Transistor Audio Power Amplifier
A transistor amplifier which raises the power level of the signals that have audio frequency range is know as transistor audio power amplifier. In general, the last stage of a multistage amplifier is the power stage.
The power amplifier differs from all the previous stages in that here a concentrated effort is make to obtain maximum output power.
A transistor that is suitable for power amplification is generally call a power
transistor. It differs from other transistors mostly in size ; it is considerably larger to provide for handling the great amount of power.
Audio power amplifiers are use to deliver a large amount of power to a low resistance load.
Typical load values range from 300Ω (for transmission antennas) to
8Ω (for loudspeakers). Although these load values do not
cover every possibility, they do illustrate the fact that audio
power amplifiers usually drive low-resistance loads. The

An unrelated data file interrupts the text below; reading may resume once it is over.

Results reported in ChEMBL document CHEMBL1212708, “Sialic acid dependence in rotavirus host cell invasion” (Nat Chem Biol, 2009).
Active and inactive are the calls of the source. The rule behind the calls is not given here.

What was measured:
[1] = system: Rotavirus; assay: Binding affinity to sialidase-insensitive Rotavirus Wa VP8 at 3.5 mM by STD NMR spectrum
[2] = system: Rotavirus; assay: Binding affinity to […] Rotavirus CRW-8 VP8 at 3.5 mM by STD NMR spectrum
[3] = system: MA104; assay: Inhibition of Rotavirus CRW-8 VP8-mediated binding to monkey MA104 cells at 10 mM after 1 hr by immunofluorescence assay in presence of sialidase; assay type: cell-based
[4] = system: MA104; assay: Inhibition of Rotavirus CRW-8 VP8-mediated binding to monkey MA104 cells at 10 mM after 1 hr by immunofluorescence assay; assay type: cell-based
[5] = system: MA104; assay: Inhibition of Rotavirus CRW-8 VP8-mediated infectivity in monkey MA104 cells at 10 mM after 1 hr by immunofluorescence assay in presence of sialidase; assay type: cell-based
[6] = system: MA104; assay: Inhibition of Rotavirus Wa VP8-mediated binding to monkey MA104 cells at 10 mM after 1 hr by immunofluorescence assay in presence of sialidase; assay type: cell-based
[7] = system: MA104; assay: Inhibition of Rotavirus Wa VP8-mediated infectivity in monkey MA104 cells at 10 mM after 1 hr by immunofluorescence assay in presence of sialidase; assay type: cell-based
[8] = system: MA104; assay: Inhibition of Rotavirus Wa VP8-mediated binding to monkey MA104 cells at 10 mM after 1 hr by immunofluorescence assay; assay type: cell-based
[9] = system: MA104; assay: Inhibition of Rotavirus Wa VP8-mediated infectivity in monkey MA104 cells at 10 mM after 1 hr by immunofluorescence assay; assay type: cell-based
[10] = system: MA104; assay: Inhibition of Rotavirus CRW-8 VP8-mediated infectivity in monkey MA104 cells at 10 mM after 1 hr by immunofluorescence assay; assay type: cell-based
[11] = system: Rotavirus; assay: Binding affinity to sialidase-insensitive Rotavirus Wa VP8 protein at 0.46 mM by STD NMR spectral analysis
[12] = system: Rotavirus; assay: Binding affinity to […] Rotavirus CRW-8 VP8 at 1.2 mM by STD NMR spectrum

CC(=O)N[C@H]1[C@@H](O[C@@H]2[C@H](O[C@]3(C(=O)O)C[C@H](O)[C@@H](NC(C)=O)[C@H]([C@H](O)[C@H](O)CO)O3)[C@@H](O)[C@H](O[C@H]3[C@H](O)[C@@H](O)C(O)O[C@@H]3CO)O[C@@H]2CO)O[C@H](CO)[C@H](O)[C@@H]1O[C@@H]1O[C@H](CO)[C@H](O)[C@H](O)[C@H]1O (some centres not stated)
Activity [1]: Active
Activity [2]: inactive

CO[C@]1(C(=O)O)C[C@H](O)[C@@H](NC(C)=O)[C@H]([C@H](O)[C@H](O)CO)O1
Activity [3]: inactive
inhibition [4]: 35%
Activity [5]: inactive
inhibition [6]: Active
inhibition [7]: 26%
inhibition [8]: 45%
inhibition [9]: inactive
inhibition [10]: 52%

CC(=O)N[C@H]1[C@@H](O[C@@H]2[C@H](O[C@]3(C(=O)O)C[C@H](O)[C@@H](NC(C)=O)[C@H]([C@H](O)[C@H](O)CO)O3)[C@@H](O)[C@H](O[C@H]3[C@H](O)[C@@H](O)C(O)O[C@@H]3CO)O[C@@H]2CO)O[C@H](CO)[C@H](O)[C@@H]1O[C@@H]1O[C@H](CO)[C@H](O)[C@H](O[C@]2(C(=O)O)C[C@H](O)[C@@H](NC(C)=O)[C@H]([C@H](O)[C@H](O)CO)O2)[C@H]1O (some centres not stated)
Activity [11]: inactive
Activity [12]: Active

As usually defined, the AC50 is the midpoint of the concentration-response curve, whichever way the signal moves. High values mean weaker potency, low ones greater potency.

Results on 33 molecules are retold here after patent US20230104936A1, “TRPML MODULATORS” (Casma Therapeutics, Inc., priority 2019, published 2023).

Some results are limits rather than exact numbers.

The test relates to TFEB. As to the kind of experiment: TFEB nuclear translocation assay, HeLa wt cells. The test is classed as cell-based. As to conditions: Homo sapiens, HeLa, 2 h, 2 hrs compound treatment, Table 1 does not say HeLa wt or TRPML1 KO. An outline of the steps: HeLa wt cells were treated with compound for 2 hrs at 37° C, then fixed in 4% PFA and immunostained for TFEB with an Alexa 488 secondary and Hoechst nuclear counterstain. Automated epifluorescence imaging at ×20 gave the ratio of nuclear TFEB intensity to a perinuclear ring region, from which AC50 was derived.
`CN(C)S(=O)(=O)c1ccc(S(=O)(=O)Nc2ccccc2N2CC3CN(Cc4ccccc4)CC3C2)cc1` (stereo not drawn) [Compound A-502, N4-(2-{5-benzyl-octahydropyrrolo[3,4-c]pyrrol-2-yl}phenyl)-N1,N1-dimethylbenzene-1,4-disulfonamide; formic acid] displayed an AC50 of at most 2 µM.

typical power output rating of a power amplifier is 1W or
Small-Signal and Large-Signal Amplifiers
The input signal to a multistage amplifier is generally small (a few mV from a cassette or CD or a few μV from an antenna). Therefore, the first few stages of a multistage amplifier handle small signals and
have the function of only voltage amplification. However, the last stage handles a large signal and its
job is to produce a large amount of power in order to operate the output device (e.g. speaker).
(i) Small-signal amplifiers:
Those amplifiers which handle small input a.c. signals (a few μV
or a few mV) are called small-signal amplifiers. Voltage amplifiers generally fall in this class. The small-signal amplifiers are designed to operate over the linear portion of the output characteristics.
Therefore, the transistor parameters such as current gain, input impedance, output impedance etc. do not change as the amplitude of the signal changes. Such amplifiers amplify the signal with little or no distortion.
(ii) Large-signal amplifiers:
Those amplifiers which handle large input a.c. signals (a few volts) are call large-signal amplifiers. Power amplifiers fall in this class. The large-signal amplifiers are designed to provide a large amount of a.c. power output so that they can operate the output device e.g. a speaker.
The main features of a large-signal amplifier or power amplifier are the circuit’s
power efficiency, the maximum amount of power that the circuit is capable of handling and the impedance matching to the output device.
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